Petitioner filed a motion for relief from judgment in the trial court, raising these claims: (i) trial counsel's incorrect statements regarding codefendant Mathis's intention to testify induced his plea, rendering it involuntary; (ii) the trial court abused its discretion when it twice denied Petitioner's request for substitution of counsel; and (iii) appellate counsel's ineffectiveness establishes cause and prejudice under Michigan Court Rule 6.508(D). The trial court denied the motion. People v. Gidron, No. 05-026076 (Saginaw Cty. Cir. Ct. Feb. 25, 2008); (ECF No. 7-10.) Petitioner filed applications for leave to appeal the trial court's denial in the Michigan Court of Appeals and Michigan Supreme Court. Both courts denied leave to appeal. People v. Gidron, No. 284542 (Mich. Ct. App. July 29, 2008); People v. Gidron, 482 Mich. 1069 (Mich. 2008).

         On February 10, 2009, Petitioner filed his federal habeas corpus petition. Petitioner then filed a motion to stay in order to return to state court to raise a new issue. Petitioner claimed to have newly discovered evidence establishing that his trial attorney provided him incorrect information about his codefendant's willingness to testify against him. In an opinion and order entered August 11, 2011 (“Stay Order”), the Court granted the stay and imposed certain conditions under which Petitioner was required to proceed. (ECF No. 12.)

         Petitioner filed a second motion for relief from judgment in state court, arguing that an April 4, 2011 affidavit of codefendant Mathis established that Mathis would not have testified against Petitioner. The trial court held that the affidavit did not qualify as “new evidence” under Michigan Court Rule 6.502(G)(2) and, therefore, Petitioner could not file a successive motion for relief form judgment. (See ECF No. 20 at Pg. ID 438-441.) The trial court also held that even if the affidavit qualified as new evidence under Rule 6.502(G)(2), Petitioner was not entitled to relief because the claim was already raised and denied on direct review in the Michigan Supreme Court and in Petitioner's first motion for relief from judgment. (Id.) The Michigan Court of Appeals denied Petitioner's application for leave to appeal because, under Mich. Ct. R. 6.502(G)(1), a party may not appeal from the denial of a successive motion for relief from judgment. People v. Gidron, No. 311458 (Mich. Ct. App. Oct. 23, 2012); (ECF No. 20 at Pg. ID 442.) The Michigan Supreme Court denied leave to appeal for the same reason. People v. Gidron, 494 Mich. 885 (Mich. 2013).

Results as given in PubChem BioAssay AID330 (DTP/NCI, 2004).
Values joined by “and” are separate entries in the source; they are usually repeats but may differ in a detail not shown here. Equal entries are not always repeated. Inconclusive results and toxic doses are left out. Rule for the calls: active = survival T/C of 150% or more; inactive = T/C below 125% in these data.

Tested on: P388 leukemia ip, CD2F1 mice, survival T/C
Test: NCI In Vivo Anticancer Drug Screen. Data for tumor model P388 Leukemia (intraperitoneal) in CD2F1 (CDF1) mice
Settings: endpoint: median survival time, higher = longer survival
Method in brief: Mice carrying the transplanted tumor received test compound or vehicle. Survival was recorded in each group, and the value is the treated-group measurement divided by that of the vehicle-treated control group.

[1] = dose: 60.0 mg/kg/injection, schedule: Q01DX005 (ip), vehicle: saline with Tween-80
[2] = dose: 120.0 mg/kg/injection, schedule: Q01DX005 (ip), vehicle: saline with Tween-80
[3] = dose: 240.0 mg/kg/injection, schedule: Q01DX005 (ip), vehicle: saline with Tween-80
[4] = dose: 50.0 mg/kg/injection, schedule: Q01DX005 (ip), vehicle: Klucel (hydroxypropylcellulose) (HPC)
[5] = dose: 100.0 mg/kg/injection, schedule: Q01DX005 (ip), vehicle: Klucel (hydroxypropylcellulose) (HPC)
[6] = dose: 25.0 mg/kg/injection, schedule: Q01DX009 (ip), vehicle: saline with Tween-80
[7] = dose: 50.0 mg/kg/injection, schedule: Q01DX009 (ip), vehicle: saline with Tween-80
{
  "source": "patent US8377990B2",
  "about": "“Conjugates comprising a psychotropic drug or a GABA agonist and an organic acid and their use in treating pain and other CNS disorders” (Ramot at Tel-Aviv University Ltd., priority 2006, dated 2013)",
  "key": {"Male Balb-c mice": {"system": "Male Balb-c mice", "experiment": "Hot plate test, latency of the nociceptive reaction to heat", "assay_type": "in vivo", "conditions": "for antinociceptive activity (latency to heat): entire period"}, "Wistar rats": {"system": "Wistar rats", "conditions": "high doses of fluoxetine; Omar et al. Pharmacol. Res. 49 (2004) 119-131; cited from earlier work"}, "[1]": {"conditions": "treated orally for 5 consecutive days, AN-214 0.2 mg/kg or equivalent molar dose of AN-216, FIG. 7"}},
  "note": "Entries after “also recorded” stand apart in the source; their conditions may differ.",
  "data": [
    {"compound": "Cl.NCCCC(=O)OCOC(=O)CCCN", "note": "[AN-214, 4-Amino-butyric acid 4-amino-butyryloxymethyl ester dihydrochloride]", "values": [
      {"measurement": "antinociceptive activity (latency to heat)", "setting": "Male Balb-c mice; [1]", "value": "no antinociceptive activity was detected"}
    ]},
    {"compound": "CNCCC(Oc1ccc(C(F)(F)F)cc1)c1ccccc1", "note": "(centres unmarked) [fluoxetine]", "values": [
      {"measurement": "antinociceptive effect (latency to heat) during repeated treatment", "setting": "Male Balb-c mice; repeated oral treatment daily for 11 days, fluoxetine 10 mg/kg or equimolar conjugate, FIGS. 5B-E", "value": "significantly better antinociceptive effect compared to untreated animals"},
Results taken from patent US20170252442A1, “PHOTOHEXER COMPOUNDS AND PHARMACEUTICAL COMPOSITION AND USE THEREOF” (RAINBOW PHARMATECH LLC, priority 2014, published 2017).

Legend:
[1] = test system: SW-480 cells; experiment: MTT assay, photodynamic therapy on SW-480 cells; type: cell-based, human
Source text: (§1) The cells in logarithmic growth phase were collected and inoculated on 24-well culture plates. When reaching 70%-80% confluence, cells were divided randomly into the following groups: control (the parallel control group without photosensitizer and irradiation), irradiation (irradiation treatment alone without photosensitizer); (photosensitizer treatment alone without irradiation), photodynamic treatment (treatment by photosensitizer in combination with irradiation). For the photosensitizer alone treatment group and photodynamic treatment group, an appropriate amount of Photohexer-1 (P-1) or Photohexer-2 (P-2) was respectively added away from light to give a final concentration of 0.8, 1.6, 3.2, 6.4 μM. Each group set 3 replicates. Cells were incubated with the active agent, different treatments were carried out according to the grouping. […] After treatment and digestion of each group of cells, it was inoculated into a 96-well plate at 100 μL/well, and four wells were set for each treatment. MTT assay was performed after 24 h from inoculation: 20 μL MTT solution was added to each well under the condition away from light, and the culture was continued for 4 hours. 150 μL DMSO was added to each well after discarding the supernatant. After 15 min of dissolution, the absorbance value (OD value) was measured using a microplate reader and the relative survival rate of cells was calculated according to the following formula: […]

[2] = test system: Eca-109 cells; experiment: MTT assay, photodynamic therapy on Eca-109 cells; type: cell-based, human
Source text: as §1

Petitioner then returned to this Court and moved to reopen the habeas proceeding. The Court directed Petitioner to file an amended petition, which Petitioner filed on May 19, 2014. The amended petition raises the additional claim that Petitioner should be permitted to withdraw his plea because newly discovered evidence shows that it was based upon incorrect statements by defense counsel and therefore involuntary. Respondent filed a supplemental answer addressing Petitioner's additional claim.

         II. Standard

         The Antiterrorism and Effective Death Penalty Act of 1996 (“AEDPA”) imposes the following standard of review for habeas cases:

An application for a writ of habeas corpus on behalf of a person in custody pursuant to the judgment of a State court shall not be granted with respect to any claim that was adjudicated on the merits in State court proceedings unless the adjudication of the claim -
(1) resulted in a decision that was contrary to, or involved an unreasonable application of, clearly established Federal law, as determined by the ...

Buy This Entire Record For $7.95

Download the entire decision to receive the complete text, official citation,
docket number, dissents and concurrences, and footnotes for this case.

Learn more about what you receive with purchase of this case.